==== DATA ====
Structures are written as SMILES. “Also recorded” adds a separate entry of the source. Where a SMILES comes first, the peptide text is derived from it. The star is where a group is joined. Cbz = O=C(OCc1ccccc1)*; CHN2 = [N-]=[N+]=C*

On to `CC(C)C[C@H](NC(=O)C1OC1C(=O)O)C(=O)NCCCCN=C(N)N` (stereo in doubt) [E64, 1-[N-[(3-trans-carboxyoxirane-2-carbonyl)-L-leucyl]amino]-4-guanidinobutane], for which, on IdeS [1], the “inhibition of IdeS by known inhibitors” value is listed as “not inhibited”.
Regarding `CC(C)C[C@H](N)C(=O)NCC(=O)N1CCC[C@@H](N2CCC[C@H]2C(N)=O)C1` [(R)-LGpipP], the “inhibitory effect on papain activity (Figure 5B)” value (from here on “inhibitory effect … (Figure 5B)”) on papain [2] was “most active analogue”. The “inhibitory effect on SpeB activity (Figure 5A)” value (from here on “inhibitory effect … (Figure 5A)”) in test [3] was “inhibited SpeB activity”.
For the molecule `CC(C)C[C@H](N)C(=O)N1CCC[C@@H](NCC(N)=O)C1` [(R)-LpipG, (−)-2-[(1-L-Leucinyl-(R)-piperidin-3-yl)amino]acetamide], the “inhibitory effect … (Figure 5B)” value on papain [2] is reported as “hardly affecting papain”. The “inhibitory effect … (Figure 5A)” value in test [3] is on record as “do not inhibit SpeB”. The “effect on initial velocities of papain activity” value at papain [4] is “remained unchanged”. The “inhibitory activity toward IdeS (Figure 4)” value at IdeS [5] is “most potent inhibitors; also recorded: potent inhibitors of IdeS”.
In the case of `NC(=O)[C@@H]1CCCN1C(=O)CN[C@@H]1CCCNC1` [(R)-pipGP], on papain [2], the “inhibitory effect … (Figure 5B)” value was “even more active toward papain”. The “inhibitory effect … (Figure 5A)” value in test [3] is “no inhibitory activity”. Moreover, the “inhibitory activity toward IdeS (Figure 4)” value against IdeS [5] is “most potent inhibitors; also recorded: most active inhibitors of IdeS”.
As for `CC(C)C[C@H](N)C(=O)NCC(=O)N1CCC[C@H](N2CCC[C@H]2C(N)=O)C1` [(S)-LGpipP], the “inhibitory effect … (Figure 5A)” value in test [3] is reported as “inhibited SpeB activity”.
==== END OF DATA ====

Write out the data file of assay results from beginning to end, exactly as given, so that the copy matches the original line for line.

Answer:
Structures are written as SMILES. “Also recorded” adds a separate entry of the source. Where a SMILES comes first, the peptide text is derived from it. The star is where a group is joined. Cbz = O=C(OCc1ccccc1)*; CHN2 = [N-]=[N+]=C*

On to `CC(C)C[C@H](NC(=O)C1OC1C(=O)O)C(=O)NCCCCN=C(N)N` (stereo in doubt) [E64, 1-[N-[(3-trans-carboxyoxirane-2-carbonyl)-L-leucyl]amino]-4-guanidinobutane], for which, on IdeS [1], the “inhibition of IdeS by known inhibitors” value is listed as “not inhibited”.
Regarding `CC(C)C[C@H](N)C(=O)NCC(=O)N1CCC[C@@H](N2CCC[C@H]2C(N)=O)C1` [(R)-LGpipP], the “inhibitory effect on papain activity (Figure 5B)” value (from here on “inhibitory effect … (Figure 5B)”) on papain [2] was “most active analogue”. The “inhibitory effect on SpeB activity (Figure 5A)” value (from here on “inhibitory effect … (Figure 5A)”) in test [3] was “inhibited SpeB activity”.
For the molecule `CC(C)C[C@H](N)C(=O)N1CCC[C@@H](NCC(N)=O)C1` [(R)-LpipG, (−)-2-[(1-L-Leucinyl-(R)-piperidin-3-yl)amino]acetamide], the “inhibitory effect … (Figure 5B)” value on papain [2] is reported as “hardly affecting papain”. The “inhibitory effect … (Figure 5A)” value in test [3] is on record as “do not inhibit SpeB”. The “effect on initial velocities of papain activity” value at papain [4] is “remained unchanged”. The “inhibitory activity toward IdeS (Figure 4)” value at IdeS [5] is “most potent inhibitors; also recorded: potent inhibitors of IdeS”.
In the case of `NC(=O)[C@@H]1CCCN1C(=O)CN[C@@H]1CCCNC1` [(R)-pipGP], on papain [2], the “inhibitory effect … (Figure 5B)” value was “even more active toward papain”. The “inhibitory effect … (Figure 5A)” value in test [3] is “no inhibitory activity”. Moreover, the “inhibitory activity toward IdeS (Figure 4)” value against IdeS [5] is “most potent inhibitors; also recorded: most active inhibitors of IdeS”.
As for `CC(C)C[C@H](N)C(=O)NCC(=O)N1CCC[C@H](N2CCC[C@H]2C(N)=O)C1` [(S)-LGpipP], the “inhibitory effect … (Figure 5A)” value in test [3] is reported as “inhibited SpeB activity”.